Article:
2013 proved a great year for automakers as well as a beacon of hope for metal producers that supply to that industry. MetalMiner’s Automotive MMI®, the best performing of all indexes throughout 2013, moved above its January 2012 baseline reading of 100 to 101.
Hot dipped galvanized steel, copper and lead pricing lent support during December, while key precious metals used in the automotive industry held relatively steady.
MetalMiner has consistently warned that the automotive sector has reached its peak, but the numbers continue to delight.
And despite profit warnings from companies such as Ford, the proverbial bloom is not off the rose.
Ford warned, not because of slowing US automotive sales (forecasted to continue to grow, albeit more slowly), but because of sluggish demand in Europe, a currency devaluation in Venezuela where Ford has a large plant and rising cost pressures, most notably in technology and factory expansions.
Ford has now idled new factories for its Fusion and Focus to reduce inventory (MetalMiner warned of the rising inventory levels back in August).
Automotive parts maker Johnson Controls also issued a 2014 profit warning. The company sees growth for automotive seating units rising 1-2% against higher US sales volumes. But a 2.5-3% drop in its automotive-electronic unit as well as a drop in its interiors business will drag earnings. The company still forecasts rising global auto production.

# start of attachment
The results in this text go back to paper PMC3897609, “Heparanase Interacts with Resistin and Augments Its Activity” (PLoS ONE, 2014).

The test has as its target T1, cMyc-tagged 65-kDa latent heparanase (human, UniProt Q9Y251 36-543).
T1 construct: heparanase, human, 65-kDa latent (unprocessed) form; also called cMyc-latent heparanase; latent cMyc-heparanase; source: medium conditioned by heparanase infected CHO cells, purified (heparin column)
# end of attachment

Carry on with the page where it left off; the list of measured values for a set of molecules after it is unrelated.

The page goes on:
Meanwhile, Chrysler has announced a 6% increase in December sales, mostly due to truck sales.
Despite rising automotive inventory levels, increased competition from the Japanese OEMs – who have started to claw back at market share and big investments on behalf of many of the OEMs – the outlook remains positive.
Steel producers that serve the auto market such as AK Steel have seen their stock prices trade at a 52-week high against rising automotive production and sales.
What This Means for Metal Buyers
Automotive demand will likely remain solid at least through the first half of 2014. This will lend price support to US flat-rolled steel products.
Key Price Drivers
Following a 4.9 percent upswing on the LME, the 3-month price of copper closed the month at $7,370 per metric ton. US HDG prices inched up 2.5 percent. After dropping the previous month, the Chinese lead price prices rose 1.6 percent.
US platinum bar shifted up 0.4 percent last month. The price of US palladium bar drifted 1.4 percent lower. Prices for Korean 5052 coil premium over 1050 sheet remained constant this past month.
The Automotive MMI® collects and weights 7 metal price points used in automotive production to provide a unique view into automotive metal trends over a 30-day period. For more information on the Automotive MMI®, how it’s calculated or how your company can use the index, please drop us a note at: info (at) agmetalminer (dot) com.